In our continuing series on food photography, Tessa Huff of Style Sweet CA shows us how she styles and photographs the wide array of baked goods and desserts she creates by breaking down her photos for us. There will be lots of tips and tricks to help guide you with your own food photography, as well as a healthy dose of inspiration. Today, Tessa takes us behind the scenes and shows us how she photographed her own cookbook!
Today’s food photography post is a bit different than what I typically write about here. Instead of discussing ISO- or talking about how to control natural lighting, I'm sharing what it's like to photograph your own cookbook. My first cookbook, Layered: Baking, Building, and Styling Spectacular Cakes was recently released on April 19. I wrote, styled and photographed all 288 pages myself! Some of you might be wondering what it takes to turn your images into a tangible book (or even an e-book), so I thought this would be the perfect opportunity to share my experience.
Of course, I can’t speak for all photographers, but shooting my own project was both exhilarating and nerve-wracking. Please understand that this information is purely based on my own personal experience (with a few industry tidbits tossed in), and it may or may not be standard for all books with a heavy amount of original photography.
That being said, how do you photograph your own book?!
Author and Photographer
For me, it started with the proposal. When I decided to try to write a cookbook, I made the decision that I wanted to be the photographer as well. I made this decision very early on in the process, so I had to make sure it was included in my book proposal (the 10- to 15-page document sent out to publishers before getting a contract). For my book in particular, the images are a huge part — full-page photos for every recipe (sometimes two) plus plenty of other stylized images throughout. I knew that photographing it all myself would take up a majority of the cookbook making process, but doing it myself was very important to me.
In the end, I think this even became a big selling point when it came to pitching to publishers. From the publisher’s standpoint, they would not have to hire/organize/schedule/pay a separate photographer, so the concept of me doing double-duty was very appealing. I’m not sure if that was one of the deciding factors for offering me my contract, but it very well could have been. If being your own photographer is a deal-breaker, be sure that the publishers know it’s a packaged deal.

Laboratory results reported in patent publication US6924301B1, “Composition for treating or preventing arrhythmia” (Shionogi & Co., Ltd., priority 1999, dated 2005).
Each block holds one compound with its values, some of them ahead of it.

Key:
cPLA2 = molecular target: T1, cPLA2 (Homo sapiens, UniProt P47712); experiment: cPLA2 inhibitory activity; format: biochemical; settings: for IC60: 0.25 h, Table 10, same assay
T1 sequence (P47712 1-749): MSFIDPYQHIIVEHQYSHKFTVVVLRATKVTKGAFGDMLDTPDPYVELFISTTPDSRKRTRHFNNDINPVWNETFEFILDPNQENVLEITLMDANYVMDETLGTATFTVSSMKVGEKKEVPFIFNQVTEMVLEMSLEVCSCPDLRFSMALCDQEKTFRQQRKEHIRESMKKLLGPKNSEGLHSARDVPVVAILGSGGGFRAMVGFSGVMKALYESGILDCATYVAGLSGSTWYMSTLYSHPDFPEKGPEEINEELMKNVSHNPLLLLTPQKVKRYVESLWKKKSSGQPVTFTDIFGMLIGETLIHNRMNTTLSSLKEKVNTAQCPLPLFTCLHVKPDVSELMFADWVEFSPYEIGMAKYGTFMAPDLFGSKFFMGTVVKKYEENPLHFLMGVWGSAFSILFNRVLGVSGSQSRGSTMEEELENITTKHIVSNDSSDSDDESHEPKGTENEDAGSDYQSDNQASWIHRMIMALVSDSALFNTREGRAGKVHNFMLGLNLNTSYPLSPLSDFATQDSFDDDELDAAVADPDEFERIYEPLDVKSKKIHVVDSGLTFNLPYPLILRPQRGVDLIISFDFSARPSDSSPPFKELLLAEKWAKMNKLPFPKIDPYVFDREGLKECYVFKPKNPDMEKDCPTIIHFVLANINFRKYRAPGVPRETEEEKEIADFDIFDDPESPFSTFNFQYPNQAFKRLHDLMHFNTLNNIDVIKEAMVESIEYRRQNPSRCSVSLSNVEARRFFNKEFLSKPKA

Once you decide to shoot your own book, it’s time to get organized! I knew I wanted at least two images per cake recipe: one of the completed cake and one of either the assembly process or a cake slice. Since there were 60 cakes, I knew this meant shooting hundreds and hundreds of images.
The first thing I did was create a schedule. Instead of working on a recipe, photographing the result, editing, then writing the recipe entry for the book, I decided to split up the different types of work. I committed to doing all of my recipe testing/developing and photography first, then going back to edit the images and write at the end. I had about six months until the manuscript was due (first round of photos included), so the schedule looked like this: recipe test and photograph three to five cakes per week for the first four months, then edit, write, re-test and re-shoot the remaining two months.
I built in some wiggle room along the way to account for uncooperative recipes and re-shoots, but for the most part this schedule saved my sanity. In contrast to my limited experience working with a professional photographer in a studio where all of the recipes are photographed within a week or two, I liked having more time to style each photo individually and felt less pressure to make sure it was perfect before quickly moving onto the next cake.
Since this is a single-subject book, there was a tendency for the images to all start looking the same. When you want to show off a tall, layered cake, there are only so many angles you can shoot from. As the title indicates, the book is all about layered cakes. It wasn't broken into chapters to include cupcakes, bundts, or loaf cakes. Just 60 different layer cakes, all with relatively the same shape and size. In order to keep things interesting and not so repetitive, I relied a lot on styling. And while there wasn’t a ton of room to play when it came to shooting the whole cakes, there was plenty of different ways to shoot and style cake slices (some half-eaten, yum!), ingredients, garnishes, et cetera.